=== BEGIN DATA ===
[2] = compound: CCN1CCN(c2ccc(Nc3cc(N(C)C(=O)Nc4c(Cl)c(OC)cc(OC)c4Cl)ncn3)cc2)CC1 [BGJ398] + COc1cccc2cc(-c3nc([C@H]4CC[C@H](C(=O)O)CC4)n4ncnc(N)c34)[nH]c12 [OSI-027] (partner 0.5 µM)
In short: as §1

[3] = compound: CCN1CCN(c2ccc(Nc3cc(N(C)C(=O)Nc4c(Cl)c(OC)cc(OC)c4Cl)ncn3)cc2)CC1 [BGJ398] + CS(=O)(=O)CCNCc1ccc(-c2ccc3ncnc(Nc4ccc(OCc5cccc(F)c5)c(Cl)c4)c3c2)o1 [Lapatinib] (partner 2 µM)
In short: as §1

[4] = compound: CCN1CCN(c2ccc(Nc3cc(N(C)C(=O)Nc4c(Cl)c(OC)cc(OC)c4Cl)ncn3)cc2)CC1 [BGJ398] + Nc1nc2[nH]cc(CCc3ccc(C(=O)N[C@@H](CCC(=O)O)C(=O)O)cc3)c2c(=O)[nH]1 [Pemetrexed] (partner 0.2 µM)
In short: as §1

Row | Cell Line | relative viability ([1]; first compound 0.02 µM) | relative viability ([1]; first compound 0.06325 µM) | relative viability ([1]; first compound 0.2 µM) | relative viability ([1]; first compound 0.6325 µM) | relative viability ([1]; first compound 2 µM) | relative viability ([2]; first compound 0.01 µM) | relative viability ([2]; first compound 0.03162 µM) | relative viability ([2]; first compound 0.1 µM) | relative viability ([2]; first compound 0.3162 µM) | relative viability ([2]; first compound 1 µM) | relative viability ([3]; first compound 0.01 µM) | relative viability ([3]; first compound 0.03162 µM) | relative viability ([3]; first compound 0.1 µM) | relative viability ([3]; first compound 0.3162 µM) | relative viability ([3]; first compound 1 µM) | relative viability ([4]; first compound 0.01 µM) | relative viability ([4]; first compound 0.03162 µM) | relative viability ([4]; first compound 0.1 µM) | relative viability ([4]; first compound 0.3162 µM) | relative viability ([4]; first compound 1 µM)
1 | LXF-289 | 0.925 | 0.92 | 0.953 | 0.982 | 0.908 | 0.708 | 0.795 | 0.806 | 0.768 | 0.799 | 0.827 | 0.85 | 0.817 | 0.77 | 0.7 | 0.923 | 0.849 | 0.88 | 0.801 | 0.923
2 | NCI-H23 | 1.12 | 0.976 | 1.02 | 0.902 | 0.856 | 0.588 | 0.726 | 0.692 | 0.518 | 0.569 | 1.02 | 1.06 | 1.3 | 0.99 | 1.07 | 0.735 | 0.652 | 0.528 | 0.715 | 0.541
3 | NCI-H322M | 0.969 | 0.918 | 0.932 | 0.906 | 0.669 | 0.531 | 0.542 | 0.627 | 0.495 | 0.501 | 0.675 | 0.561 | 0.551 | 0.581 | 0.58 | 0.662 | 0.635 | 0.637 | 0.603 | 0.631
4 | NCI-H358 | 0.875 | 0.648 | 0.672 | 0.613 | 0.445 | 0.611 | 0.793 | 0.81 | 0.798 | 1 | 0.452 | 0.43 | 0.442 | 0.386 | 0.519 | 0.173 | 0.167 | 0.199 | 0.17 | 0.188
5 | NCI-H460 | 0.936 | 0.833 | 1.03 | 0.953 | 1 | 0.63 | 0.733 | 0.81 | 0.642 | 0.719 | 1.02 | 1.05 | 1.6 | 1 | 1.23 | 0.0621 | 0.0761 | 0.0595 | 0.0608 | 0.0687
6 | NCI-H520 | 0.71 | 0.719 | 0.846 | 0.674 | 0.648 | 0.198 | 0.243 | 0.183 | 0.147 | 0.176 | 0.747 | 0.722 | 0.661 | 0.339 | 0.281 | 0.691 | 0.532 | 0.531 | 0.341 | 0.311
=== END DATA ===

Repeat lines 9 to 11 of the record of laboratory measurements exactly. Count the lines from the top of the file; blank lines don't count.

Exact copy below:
2 | NCI-H23 | 1.12 | 0.976 | 1.02 | 0.902 | 0.856 | 0.588 | 0.726 | 0.692 | 0.518 | 0.569 | 1.02 | 1.06 | 1.3 | 0.99 | 1.07 | 0.735 | 0.652 | 0.528 | 0.715 | 0.541
3 | NCI-H322M | 0.969 | 0.918 | 0.932 | 0.906 | 0.669 | 0.531 | 0.542 | 0.627 | 0.495 | 0.501 | 0.675 | 0.561 | 0.551 | 0.581 | 0.58 | 0.662 | 0.635 | 0.637 | 0.603 | 0.631
4 | NCI-H358 | 0.875 | 0.648 | 0.672 | 0.613 | 0.445 | 0.611 | 0.793 | 0.81 | 0.798 | 1 | 0.452 | 0.43 | 0.442 | 0.386 | 0.519 | 0.173 | 0.167 | 0.199 | 0.17 | 0.188